• autokey cipher (cryptology)

    Vigenère cipher: Even though running-key or autokey ciphers eliminate periodicity, two methods exist to cryptanalyze them. In one, the cryptanalyst proceeds under the assumption that both the ciphertext and the key share the same frequency distribution of symbols and applies statistical analysis. For example, E occurs in English plaintext…

  • autokinetic effect (psychology)

    Autokinetic effect, illusory movement of a single still object, usually a stationary pinpoint of light used in psychology experiments in dark rooms. As one stares at a fixed point of light, one’s eye muscles become fatigued, causing a slight eye movement. Without the usual reference points

  • autolith (geology)

    xenolith: Xenoliths can be contrasted with autoliths, or cognate xenoliths, which are pieces of older rock within the intrusion that are genetically related to the intrusion itself. The general term for all such incorporated bodies is inclusions. Xenoliths are usually reconstituted through the processes of contact metamorphism, in which heat and…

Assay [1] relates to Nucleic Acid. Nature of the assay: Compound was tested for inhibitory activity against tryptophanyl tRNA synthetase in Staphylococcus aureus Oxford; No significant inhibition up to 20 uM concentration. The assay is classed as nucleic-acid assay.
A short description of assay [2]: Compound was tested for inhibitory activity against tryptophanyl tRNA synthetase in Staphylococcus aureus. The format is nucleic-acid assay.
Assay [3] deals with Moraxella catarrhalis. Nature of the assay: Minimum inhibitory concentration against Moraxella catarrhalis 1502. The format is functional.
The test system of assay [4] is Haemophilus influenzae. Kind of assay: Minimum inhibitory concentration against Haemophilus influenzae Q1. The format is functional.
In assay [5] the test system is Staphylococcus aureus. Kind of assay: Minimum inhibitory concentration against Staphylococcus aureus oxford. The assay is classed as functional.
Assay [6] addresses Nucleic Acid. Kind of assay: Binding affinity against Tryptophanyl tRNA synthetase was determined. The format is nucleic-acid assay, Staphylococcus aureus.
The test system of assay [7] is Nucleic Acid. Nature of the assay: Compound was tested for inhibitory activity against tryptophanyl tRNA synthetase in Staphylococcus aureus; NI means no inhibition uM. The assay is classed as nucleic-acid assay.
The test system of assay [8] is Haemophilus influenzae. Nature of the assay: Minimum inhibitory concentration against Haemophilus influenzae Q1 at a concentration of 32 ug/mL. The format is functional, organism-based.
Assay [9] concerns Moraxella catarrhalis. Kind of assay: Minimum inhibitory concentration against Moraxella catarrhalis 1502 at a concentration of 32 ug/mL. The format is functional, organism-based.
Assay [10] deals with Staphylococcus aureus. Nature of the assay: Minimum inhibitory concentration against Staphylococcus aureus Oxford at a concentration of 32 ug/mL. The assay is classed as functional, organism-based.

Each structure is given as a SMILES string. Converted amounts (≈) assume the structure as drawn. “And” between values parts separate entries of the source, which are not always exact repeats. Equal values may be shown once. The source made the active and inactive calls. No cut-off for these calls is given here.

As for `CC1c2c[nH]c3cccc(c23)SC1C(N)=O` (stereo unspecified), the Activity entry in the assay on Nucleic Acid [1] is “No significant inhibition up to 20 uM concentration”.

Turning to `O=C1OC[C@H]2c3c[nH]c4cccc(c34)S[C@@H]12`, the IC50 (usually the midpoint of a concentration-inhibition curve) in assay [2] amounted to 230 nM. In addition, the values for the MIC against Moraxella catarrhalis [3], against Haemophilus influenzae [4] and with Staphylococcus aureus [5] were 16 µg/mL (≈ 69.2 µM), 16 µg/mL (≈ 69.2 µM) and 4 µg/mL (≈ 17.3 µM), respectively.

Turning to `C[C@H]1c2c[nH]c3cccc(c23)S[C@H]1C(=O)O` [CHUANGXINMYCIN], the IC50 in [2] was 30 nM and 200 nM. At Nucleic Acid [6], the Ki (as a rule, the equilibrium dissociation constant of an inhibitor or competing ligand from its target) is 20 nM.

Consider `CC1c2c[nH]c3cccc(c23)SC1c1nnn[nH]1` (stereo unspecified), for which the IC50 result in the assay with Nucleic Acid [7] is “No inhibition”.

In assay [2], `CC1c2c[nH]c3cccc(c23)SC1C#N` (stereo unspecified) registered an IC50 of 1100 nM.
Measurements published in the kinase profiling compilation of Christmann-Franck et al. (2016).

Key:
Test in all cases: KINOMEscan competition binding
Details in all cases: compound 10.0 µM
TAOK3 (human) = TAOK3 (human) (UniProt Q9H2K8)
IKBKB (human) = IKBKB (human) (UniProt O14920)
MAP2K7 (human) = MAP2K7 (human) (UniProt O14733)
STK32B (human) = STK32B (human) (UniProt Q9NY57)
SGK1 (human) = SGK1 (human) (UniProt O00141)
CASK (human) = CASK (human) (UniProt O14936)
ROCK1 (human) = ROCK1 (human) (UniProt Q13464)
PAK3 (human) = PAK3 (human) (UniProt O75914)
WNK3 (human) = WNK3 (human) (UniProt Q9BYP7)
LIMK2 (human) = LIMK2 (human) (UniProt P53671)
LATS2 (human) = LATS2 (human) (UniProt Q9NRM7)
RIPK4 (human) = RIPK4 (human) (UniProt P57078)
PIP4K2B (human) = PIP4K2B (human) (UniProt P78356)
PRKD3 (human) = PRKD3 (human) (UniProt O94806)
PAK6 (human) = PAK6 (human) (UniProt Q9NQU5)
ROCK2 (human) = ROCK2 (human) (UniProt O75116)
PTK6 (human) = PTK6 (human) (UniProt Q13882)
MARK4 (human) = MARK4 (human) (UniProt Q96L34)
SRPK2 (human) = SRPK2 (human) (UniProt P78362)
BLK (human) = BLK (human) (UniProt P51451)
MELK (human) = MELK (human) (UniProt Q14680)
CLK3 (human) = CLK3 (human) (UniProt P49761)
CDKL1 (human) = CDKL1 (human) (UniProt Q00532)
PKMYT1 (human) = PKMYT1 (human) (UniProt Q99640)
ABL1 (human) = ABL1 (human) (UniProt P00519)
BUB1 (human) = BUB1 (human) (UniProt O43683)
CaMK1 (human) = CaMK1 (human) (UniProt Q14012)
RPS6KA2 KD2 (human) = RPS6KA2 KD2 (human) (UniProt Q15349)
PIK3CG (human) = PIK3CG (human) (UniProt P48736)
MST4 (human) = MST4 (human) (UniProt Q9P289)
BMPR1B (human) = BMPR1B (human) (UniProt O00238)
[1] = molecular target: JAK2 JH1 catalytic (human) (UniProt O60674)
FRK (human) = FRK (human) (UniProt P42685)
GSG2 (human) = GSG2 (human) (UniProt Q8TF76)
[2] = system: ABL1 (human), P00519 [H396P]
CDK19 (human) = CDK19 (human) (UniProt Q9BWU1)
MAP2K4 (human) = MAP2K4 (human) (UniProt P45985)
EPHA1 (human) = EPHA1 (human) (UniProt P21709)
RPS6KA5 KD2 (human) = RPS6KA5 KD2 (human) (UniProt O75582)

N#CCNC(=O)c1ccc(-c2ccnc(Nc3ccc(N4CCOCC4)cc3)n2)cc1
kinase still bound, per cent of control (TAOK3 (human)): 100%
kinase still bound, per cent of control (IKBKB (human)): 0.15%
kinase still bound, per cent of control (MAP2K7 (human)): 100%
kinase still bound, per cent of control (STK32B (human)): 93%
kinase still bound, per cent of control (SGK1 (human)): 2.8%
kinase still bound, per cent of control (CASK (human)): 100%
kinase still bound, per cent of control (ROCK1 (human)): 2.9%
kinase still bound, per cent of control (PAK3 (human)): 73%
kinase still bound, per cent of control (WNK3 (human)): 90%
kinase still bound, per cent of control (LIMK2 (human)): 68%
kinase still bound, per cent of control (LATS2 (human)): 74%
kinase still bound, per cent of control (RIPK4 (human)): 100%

• autologous bone-marrow rescue (medical technology)

    cryopreservation: In autologous bone-marrow rescue, hematopoietic stem cells are collected from a patient’s bone marrow prior to treatment with high-dose chemotherapy. Following treatment, the patient’s cryopreserved cells are thawed and infused back into the body. This procedure is necessary, since high-dose chemotherapy is extremely toxic to the…

  • autologous hematopoietic stem cell transplant (therapeutics)

    multiple sclerosis: Treatment of multiple sclerosis: …of stem cell therapy called autologous (self) hematopoietic stem cell transplant. This therapy has been tested only in patients who have not responded to conventional treatment regimens and therefore elect to undergo immunosuppressive therapy to destroy lymphocytes that have acquired autoimmune characteristics. Prior to the administration of immunosuppressive drugs, hematopoietic…